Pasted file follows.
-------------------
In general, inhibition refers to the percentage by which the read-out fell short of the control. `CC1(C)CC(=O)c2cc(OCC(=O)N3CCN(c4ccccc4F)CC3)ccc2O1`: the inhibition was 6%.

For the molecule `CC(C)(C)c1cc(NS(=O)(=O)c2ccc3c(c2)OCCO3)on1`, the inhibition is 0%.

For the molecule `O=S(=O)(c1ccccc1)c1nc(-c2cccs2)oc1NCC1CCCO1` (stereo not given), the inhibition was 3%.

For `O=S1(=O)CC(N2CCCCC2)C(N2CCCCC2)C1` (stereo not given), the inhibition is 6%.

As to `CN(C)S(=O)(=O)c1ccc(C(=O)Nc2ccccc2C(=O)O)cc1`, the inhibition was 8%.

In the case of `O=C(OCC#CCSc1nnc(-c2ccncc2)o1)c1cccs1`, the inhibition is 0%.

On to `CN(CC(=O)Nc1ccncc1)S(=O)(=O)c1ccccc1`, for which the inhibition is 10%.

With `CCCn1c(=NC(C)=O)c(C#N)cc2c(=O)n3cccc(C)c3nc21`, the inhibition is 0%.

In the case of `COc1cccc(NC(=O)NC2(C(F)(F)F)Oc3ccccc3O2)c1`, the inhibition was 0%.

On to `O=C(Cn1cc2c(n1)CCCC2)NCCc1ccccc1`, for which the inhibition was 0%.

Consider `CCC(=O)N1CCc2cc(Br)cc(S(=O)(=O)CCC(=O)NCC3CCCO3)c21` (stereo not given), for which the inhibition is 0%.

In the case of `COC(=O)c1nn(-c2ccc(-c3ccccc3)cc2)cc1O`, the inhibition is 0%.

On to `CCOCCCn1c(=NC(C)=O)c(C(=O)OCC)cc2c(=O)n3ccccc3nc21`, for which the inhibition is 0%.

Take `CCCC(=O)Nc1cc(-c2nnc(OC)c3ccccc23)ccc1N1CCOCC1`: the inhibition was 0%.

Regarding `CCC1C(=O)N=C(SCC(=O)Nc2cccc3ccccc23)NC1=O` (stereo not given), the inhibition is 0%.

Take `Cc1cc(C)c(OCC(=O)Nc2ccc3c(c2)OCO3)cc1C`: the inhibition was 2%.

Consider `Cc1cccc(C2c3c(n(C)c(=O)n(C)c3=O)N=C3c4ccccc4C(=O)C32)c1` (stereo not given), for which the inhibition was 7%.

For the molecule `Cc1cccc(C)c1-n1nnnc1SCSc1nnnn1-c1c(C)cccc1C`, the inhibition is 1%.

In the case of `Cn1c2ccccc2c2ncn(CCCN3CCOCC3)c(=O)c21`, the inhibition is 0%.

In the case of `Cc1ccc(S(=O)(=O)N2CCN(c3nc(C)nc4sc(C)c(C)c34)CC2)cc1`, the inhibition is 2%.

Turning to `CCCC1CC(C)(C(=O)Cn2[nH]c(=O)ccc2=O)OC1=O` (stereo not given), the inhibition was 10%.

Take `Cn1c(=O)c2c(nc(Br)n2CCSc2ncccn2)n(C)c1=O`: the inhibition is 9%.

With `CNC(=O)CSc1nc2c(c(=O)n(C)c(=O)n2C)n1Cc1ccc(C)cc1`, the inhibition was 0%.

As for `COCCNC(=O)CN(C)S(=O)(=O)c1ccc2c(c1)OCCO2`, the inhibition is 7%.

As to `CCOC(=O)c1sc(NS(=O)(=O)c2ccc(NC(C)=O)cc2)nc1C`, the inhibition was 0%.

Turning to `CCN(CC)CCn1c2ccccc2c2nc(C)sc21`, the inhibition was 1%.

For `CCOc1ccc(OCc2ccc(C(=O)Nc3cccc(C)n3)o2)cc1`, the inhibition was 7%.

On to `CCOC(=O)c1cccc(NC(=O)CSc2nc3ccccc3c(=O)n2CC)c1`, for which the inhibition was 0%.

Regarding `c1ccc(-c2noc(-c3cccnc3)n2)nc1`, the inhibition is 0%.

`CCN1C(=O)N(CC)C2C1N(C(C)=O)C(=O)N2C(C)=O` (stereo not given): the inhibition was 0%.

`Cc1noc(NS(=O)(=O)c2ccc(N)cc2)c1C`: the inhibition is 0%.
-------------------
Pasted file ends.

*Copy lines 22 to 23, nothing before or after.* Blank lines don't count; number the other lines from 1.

Take `Cn1c(=O)c2c(nc(Br)n2CCSc2ncccn2)n(C)c1=O`: the inhibition is 9%.

With `CNC(=O)CSc1nc2c(c(=O)n(C)c(=O)n2C)n1Cc1ccc(C)cc1`, the inhibition was 0%.